Even though many companies have the financial clout to weather this slowdown, overall confidence remains dented. In such a scenario it is imperative that retail organisations look for solutions which will help restore their competitive advantage and soften the impact of economic turbulence. We have witnessed a plethora of retail formats emerge in India which have been copied and pasted from the west and implemented with varying degree of success. Maybe, it’s time to look for some innovative answers that are unique to the Indian market.
In the U.S hypermarkets like Wal-Mart, apart from the usual sizes S/M/L/XL for Men’s T-shirt one can find sizes like LT (Large & Tall), XLT ( extra large & tall ) etc. If we juxtapose this scenario over the fact that an average American is 4” taller than an average Indian and that median U.S height is approx 5’9”, we can determine that the retailers there are perceptive towards demographic uniqueness of the market. India has much more diverse population base. The body frame of an average male in Assam is very different from that of one in Punjab. Similarly, someone from Bihar will have different girth than a Tamilian. This makes consumer centric assortment planning an arduous task. With increased organised retail penetration, the problem can only get further compounded. Another stark fact is that many Indian retailers are grappling with the paradox of high inventory and poor stock service levels. It is not surprising to find an inventory level of more than 6 months in a category and frequent stock out of key value items in the same category (in different SKUs). One way to tackle this for Indian hypermarkets is to provide bespoke services along with regular product offerings. Customer can choose the designs from the available fabric options and the garment can be custom made according to individual specs with standard trims and accessories. Yes, many brands like Raymonds provide this service through their franchise and company owned outlets; it is yet to be successfully implemented in a hypermarket. We can examine the advantages and limitations of doing so. As a caveat, I must add that its not custom made in strictest sense as the customer has to choose fabrics from the available range and cannot propose his designs there.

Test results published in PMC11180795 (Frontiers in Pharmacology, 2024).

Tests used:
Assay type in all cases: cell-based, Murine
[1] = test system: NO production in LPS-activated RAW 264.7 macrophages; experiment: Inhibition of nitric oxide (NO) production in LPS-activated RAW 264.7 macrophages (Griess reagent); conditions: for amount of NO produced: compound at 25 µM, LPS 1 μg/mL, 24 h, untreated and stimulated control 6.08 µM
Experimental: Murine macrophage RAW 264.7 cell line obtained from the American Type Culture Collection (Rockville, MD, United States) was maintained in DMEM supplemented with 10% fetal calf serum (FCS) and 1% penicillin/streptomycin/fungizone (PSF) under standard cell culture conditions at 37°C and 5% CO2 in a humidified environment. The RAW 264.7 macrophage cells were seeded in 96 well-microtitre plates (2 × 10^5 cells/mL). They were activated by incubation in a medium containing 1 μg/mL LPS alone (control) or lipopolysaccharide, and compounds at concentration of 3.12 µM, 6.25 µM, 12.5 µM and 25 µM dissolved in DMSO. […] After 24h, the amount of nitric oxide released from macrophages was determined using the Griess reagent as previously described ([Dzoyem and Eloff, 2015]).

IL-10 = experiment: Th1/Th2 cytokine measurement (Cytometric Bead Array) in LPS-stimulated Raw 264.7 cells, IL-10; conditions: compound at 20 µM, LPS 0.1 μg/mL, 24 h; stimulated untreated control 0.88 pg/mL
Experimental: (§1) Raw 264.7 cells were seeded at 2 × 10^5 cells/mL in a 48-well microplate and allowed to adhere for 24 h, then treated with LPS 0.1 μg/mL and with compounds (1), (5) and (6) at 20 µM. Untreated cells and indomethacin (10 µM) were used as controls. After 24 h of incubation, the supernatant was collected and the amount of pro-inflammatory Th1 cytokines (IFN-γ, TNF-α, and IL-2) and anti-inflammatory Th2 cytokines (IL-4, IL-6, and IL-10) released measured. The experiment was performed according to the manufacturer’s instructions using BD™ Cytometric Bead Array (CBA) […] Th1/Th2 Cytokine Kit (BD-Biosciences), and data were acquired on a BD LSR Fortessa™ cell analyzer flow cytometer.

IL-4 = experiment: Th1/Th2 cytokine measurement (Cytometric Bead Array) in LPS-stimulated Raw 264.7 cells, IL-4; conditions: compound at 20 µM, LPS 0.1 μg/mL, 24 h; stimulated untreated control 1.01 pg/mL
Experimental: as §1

The first obvious advantage is improved customer service and customer loyalty. If a big box retailer provides bespoke apparels, it will be a service highpoint and is bound to strike the right cord with the customer. Customer has an added choice in fabrics if he or she is not happy with the ready made apparel range in terms of style, fit or colour. This is going to reap in additional sales.
Ever since the deluge of branded apparels started to inundate the Indian markets, a large chunk of customers have remained isolated. These customer scout different retail outlets and have to make compromises in terms of design and style elements in order to get clothes that fit in. Such customers are the ones who are sustaining the livelihood of our traditional tailors. Some plus size retail outlets have emerged but they are still in fringes and not ubiquitous. Bespoke service if successfully implemented can bring in customers who have been previously left out and hence will help create a loyal customer base.
Space optimisation and productivity is the second advantage.